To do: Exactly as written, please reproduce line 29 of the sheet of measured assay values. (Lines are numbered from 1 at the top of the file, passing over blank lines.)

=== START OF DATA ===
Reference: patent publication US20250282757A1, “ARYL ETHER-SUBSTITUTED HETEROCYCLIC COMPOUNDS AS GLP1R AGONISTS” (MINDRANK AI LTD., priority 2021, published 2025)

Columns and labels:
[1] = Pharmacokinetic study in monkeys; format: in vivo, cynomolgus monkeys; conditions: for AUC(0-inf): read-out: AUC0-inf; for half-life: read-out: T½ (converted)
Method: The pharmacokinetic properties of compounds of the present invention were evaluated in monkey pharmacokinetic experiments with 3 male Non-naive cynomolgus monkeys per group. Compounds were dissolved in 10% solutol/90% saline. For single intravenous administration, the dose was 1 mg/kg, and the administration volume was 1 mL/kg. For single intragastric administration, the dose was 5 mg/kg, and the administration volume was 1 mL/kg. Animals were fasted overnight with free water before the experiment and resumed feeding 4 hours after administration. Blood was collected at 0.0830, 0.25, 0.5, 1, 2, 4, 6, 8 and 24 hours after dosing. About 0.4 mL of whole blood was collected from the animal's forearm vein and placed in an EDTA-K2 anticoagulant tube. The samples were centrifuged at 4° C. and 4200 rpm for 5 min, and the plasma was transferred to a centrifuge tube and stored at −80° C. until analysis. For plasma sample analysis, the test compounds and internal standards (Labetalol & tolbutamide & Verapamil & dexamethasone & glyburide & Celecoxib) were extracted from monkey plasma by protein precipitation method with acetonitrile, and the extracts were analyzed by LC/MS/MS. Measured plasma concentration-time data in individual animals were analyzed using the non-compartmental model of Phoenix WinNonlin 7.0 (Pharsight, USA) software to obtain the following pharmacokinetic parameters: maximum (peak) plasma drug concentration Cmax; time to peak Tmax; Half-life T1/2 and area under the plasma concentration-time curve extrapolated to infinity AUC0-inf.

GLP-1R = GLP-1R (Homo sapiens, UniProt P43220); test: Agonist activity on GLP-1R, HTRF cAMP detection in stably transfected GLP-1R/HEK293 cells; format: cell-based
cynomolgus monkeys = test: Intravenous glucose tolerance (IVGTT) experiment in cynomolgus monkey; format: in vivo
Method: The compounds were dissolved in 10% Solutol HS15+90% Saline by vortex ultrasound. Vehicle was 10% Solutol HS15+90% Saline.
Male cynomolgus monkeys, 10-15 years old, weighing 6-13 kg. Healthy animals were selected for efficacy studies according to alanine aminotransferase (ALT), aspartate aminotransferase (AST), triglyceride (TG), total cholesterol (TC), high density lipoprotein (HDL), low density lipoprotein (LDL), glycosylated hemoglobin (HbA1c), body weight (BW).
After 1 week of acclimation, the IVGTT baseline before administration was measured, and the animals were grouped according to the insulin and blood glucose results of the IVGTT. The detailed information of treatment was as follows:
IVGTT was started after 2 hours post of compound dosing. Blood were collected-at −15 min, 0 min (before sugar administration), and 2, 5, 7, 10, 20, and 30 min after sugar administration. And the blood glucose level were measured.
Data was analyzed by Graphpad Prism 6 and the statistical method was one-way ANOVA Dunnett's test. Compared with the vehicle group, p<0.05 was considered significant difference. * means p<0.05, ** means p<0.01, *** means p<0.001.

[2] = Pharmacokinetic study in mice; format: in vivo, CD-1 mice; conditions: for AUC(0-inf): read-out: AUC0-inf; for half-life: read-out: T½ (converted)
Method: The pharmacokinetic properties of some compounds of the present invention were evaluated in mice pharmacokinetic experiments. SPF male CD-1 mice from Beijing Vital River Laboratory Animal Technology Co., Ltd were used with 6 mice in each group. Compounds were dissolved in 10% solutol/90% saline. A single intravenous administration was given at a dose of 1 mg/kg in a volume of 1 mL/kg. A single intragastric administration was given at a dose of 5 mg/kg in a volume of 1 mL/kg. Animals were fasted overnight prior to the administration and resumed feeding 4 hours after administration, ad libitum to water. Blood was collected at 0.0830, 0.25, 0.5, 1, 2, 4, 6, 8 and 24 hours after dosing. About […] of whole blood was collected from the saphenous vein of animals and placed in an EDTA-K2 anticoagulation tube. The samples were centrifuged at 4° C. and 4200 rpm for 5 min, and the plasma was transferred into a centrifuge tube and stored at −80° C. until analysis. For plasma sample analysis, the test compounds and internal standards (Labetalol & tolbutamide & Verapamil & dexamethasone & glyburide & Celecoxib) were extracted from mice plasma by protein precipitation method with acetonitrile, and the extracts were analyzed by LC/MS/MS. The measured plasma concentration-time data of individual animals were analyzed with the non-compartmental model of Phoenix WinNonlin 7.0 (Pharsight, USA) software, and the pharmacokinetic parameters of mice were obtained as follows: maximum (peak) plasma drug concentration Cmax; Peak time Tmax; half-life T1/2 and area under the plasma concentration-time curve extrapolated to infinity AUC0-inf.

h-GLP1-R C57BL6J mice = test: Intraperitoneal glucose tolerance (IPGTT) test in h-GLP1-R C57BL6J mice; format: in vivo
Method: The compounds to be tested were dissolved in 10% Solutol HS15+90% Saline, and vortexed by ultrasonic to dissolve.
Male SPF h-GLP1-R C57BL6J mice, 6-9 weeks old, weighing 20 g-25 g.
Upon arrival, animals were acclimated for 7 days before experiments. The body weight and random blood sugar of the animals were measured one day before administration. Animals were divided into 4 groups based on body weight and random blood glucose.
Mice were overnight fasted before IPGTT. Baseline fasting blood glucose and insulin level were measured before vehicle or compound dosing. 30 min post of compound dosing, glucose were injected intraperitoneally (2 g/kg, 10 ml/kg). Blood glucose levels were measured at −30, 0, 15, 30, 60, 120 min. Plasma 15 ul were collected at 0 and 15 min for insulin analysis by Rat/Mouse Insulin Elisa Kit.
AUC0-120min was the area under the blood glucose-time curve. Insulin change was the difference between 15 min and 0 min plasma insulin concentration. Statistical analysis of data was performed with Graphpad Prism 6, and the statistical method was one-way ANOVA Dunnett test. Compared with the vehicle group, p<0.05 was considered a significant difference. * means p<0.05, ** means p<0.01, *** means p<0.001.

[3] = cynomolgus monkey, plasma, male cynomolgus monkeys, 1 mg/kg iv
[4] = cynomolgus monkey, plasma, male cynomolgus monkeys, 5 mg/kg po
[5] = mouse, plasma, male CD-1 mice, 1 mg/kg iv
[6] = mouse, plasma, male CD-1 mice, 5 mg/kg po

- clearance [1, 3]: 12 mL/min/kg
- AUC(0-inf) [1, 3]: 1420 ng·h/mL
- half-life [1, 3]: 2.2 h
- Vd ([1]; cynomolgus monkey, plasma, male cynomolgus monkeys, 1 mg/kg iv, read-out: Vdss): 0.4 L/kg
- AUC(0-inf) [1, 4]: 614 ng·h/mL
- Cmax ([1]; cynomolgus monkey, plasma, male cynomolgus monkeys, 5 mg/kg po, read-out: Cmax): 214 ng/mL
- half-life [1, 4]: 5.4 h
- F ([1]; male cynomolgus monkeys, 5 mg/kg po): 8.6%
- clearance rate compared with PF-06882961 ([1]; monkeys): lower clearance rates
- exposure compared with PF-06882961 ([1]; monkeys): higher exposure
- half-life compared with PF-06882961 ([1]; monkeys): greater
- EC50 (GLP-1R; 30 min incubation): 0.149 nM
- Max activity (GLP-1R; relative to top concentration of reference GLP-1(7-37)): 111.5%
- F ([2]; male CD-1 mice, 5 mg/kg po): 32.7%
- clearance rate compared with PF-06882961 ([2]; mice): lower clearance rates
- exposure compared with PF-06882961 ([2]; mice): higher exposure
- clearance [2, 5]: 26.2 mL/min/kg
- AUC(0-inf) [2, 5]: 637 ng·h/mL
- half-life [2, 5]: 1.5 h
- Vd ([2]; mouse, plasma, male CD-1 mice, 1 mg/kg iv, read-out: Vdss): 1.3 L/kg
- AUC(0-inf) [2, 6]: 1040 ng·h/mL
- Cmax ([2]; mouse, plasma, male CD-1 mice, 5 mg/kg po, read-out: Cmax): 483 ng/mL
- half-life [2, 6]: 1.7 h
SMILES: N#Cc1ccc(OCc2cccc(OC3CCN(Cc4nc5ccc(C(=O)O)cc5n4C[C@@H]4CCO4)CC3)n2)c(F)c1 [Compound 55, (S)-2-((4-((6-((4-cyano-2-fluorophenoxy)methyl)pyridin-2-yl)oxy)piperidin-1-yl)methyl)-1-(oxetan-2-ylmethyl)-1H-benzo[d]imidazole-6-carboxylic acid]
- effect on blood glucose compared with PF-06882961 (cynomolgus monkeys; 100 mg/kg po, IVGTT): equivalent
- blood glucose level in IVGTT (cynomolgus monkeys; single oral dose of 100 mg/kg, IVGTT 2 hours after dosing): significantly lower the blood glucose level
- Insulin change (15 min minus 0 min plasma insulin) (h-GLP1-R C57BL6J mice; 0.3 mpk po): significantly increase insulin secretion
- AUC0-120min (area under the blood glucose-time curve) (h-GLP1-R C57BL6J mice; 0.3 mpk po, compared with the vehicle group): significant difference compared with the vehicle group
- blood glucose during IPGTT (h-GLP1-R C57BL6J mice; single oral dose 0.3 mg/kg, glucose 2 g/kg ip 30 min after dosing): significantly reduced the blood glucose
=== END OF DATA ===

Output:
- Cmax ([1]; cynomolgus monkey, plasma, male cynomolgus monkeys, 5 mg/kg po, read-out: Cmax): 214 ng/mL